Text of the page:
Postfix, Sender Address Verification, and Spammers

matthew's picture

EDIT: This blog entry is quite old, in the world of Postfix. It's easy to find RPMs for 2.0 experimental releases now, and the word "experimental" (as of August 2003) is starting to sound a little funny for what is becoming the mainstream release people are using day-to-day. If something doesn't work for you, I suggest you hit the Postfix home page and see if you can figure out what's up from the mailing list archives.

Yesterday evening (Saturday night. There are a whole lot more fun things to do on a Saturday night than this!) I upgraded the Postfix install on my firewall at work. The primary purpose of my upgrade was to enable "Sender Address Verification". This stuff is pretty cool. Although the has wonderful examples of how to use this, I found other information on the 'net totally lacking.

Now, some important information before you get excited about Sender Address Verification:

My environment

  1. postfix-2.0.9-20030424. This is a "pre-release" or "experimenal" version of Postfix. That means you're not going to currently get this functionality using some pre-packaged binary rpm or something.
  2. db2/3/4-devel. This build of Postfix requires db2,3, or 4. So if you don't have it installed, you're not going to be able to build and install Postfix.
  3. pcre.  This is the "Perl Compatible Regular Expressions" library.  They tell you which version of pcre is the minimum for building Postfix on the postfix download page.  I would have a lot of trouble handling all the strange addresses I use without the pcre package; quickly, pcre is becoming a requirement for using Postfix. Postfix has some standard regular expression functionality by itself, and I think that you can build it without pcre, but I didn't try.
  4. gcc and other building tools. If you've never compiled anything before, you're probably out of your depth at this point.
  5. A TEST SYSTEM. Yes, please, try this out on a test system before you get down and dirty with your production firewall. I did the install on two test systems two days before rolling it out on a production server, to make sure it works.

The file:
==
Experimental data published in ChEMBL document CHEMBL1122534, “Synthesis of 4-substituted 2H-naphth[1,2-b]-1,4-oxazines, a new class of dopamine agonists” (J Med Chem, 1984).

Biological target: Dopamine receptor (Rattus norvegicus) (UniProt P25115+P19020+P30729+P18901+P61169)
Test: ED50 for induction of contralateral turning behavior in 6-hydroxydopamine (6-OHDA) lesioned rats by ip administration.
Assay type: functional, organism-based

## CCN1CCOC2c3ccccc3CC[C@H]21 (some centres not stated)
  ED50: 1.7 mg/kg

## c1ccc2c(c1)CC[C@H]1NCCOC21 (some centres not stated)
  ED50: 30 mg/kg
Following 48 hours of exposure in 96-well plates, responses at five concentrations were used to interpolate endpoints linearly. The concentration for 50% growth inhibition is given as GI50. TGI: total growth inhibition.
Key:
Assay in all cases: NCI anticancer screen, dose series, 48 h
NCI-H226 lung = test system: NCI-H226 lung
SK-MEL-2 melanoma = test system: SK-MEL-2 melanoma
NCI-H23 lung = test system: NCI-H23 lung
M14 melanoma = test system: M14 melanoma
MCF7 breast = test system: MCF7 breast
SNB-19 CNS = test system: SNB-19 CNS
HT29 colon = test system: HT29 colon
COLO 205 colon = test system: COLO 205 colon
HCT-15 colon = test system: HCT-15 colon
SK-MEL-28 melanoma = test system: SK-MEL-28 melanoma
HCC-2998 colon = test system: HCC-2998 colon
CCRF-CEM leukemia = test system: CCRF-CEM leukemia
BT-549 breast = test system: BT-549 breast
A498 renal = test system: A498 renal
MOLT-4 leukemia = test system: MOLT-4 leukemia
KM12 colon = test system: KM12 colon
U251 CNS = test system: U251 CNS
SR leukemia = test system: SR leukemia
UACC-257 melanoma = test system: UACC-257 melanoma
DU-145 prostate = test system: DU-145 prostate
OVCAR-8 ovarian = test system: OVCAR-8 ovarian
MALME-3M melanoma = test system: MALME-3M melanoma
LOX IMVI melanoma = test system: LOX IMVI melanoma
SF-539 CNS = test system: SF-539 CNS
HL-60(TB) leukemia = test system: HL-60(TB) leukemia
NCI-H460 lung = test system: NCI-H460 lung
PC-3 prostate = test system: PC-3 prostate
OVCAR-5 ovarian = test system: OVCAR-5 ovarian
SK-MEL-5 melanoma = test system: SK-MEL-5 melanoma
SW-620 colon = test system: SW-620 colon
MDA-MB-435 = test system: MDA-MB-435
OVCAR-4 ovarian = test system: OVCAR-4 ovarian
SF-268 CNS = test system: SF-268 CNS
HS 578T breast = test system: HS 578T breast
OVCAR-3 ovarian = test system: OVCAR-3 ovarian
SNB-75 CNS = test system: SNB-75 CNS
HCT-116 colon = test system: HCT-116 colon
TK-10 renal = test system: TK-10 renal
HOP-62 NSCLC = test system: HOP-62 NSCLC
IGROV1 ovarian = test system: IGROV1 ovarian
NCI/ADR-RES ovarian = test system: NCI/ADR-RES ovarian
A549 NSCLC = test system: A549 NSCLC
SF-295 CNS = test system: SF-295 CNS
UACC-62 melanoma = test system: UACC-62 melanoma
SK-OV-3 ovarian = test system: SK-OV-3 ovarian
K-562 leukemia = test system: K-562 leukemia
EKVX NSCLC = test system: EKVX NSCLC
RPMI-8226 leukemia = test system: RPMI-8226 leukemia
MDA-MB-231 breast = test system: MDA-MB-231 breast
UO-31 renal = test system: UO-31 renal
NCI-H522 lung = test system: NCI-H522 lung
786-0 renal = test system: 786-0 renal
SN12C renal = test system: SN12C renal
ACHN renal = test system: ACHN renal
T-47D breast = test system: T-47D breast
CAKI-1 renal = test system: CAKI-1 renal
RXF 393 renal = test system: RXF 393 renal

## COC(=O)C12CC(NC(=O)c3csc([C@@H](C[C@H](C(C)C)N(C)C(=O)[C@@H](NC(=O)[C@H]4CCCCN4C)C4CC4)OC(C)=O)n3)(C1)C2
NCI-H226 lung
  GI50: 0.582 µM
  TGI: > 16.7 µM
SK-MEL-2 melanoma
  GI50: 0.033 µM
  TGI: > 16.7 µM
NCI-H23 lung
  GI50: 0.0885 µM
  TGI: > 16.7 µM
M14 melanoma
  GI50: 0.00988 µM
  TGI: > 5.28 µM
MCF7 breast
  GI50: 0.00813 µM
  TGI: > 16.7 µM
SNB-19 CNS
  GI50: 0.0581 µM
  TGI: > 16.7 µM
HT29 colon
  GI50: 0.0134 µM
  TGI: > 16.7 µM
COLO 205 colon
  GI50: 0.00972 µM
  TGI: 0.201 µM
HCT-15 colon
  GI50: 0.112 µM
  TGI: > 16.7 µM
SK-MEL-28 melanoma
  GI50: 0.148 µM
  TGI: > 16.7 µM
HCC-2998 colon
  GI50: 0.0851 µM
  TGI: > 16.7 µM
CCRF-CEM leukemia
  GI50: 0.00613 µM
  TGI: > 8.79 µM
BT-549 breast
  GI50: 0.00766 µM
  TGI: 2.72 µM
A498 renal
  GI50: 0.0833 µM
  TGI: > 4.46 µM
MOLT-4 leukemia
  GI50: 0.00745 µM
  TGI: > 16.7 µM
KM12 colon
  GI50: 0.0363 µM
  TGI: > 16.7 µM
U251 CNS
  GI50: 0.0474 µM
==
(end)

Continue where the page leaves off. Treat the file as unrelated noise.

The basic process itself is pretty darn easy. After downloading postfix-2.0.9-20030424 (or whatever the current experimental release is), rather than the usual "./configure; make; make install" three-step you'll find on most packages, Postfix follows its own standard.

The Upgrading Postfix Four-step

  1. tar xzvf postfix-2.0.9-20030424.tar.gz
  2. cd postfix-2.0.9-20030424
  3. make
  4. sudo make upgrade

Note that I use, and heartily recommend that everybody else does, too, "sudo" for all my root-privilege stuff. If you're doing all the above as root, leave off the word "sudo" from the last step.

It's unfortunate there's no RPM for the experimental releases, but Postfix is pretty good about figuring out how your previous version is installed (by looking at your old .cf files) and putting its stuff there. One thing the "make upgrade" doesn't do is copy over all the files. I heartily recommend figuring out where those sample files live on your system. On my FreeBSD test system, they live in /usr/local/etc/postfix/. On the RedHat 8 firewall, they live in /usr/share/doc/postfix-1.1.11/samples/.

On the FreeBSD test system, the install was flawless. Postfix worked exactly the same after "make upgrade" as it did before. Of course, that system runs and is a slightly less complex install than the Red Hat 8 firewall at work. On my OpenBSD firewall at home, the results were similarly flawless.

However, when I reached my RedHat 8 install on the firewall, I immediately noticed some errors.

Problems with Postfix's "make upgrade" on a complex Red Hat 8 firewall

  • Postfix has no idea if you are running one instance of postfix, or more than one. We have two copies running at all times for historical reasons: one whos configuration files live in /etc/postfix, and the other lives in /etc/postfix-out. The postfix-out and were not updated with the change. I heartily recommend that you redirect output (stdout, put ">somefile.txt" at the end of the make upgrade line) from make upgrade to a file so that you can see what changes it has made (it's quite verbose) and make the same changes to your secondary install.
  • Postfix has changed the way it handles real-time blackhole lists. Instead of defining a "maps_rbl_domains" parameter and then calling "reject_maps_rbl" from within smtpd_recipient_restrictions, you define the rbls within smtpd_recipient_restrictions (or wherever you use them) itself. This, I think, can provide a great deal of flexibility with which real-time blackhole lists you use at different parts of your config file.